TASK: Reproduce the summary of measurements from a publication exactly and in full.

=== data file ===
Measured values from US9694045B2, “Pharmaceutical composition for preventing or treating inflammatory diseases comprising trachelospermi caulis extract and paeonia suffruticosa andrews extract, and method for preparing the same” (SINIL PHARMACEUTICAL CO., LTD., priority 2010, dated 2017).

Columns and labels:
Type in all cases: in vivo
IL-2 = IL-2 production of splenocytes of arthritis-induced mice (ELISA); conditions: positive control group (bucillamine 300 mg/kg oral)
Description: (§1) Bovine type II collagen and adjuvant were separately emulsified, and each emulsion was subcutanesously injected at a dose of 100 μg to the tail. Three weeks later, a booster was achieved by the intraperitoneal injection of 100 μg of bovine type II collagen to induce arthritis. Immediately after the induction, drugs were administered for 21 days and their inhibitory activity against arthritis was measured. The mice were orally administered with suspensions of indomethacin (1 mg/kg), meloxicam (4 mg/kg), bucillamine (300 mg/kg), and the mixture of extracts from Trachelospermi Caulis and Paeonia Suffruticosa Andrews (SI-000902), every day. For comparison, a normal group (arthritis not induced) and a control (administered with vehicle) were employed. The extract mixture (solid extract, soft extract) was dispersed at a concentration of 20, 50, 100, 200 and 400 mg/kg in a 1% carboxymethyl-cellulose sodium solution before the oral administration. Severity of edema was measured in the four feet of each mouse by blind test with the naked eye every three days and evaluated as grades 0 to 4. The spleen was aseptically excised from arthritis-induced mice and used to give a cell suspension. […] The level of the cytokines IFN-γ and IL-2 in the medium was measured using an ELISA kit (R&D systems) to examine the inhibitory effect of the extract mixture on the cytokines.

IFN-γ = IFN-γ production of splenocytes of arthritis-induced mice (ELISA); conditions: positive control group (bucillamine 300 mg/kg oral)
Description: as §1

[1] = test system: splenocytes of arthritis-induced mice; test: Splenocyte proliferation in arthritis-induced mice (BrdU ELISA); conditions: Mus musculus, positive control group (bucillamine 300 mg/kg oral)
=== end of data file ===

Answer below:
Measured values from US9694045B2, “Pharmaceutical composition for preventing or treating inflammatory diseases comprising trachelospermi caulis extract and paeonia suffruticosa andrews extract, and method for preparing the same” (SINIL PHARMACEUTICAL CO., LTD., priority 2010, dated 2017).

Columns and labels:
Type in all cases: in vivo
IL-2 = IL-2 production of splenocytes of arthritis-induced mice (ELISA); conditions: positive control group (bucillamine 300 mg/kg oral)
Description: (§1) Bovine type II collagen and adjuvant were separately emulsified, and each emulsion was subcutanesously injected at a dose of 100 μg to the tail. Three weeks later, a booster was achieved by the intraperitoneal injection of 100 μg of bovine type II collagen to induce arthritis. Immediately after the induction, drugs were administered for 21 days and their inhibitory activity against arthritis was measured. The mice were orally administered with suspensions of indomethacin (1 mg/kg), meloxicam (4 mg/kg), bucillamine (300 mg/kg), and the mixture of extracts from Trachelospermi Caulis and Paeonia Suffruticosa Andrews (SI-000902), every day. For comparison, a normal group (arthritis not induced) and a control (administered with vehicle) were employed. The extract mixture (solid extract, soft extract) was dispersed at a concentration of 20, 50, 100, 200 and 400 mg/kg in a 1% carboxymethyl-cellulose sodium solution before the oral administration. Severity of edema was measured in the four feet of each mouse by blind test with the naked eye every three days and evaluated as grades 0 to 4. The spleen was aseptically excised from arthritis-induced mice and used to give a cell suspension. […] The level of the cytokines IFN-γ and IL-2 in the medium was measured using an ELISA kit (R&D systems) to examine the inhibitory effect of the extract mixture on the cytokines.

IFN-γ = IFN-γ production of splenocytes of arthritis-induced mice (ELISA); conditions: positive control group (bucillamine 300 mg/kg oral)
Description: as §1

[1] = test system: splenocytes of arthritis-induced mice; test: Splenocyte proliferation in arthritis-induced mice (BrdU ELISA); conditions: Mus musculus, positive control group (bucillamine 300 mg/kg oral)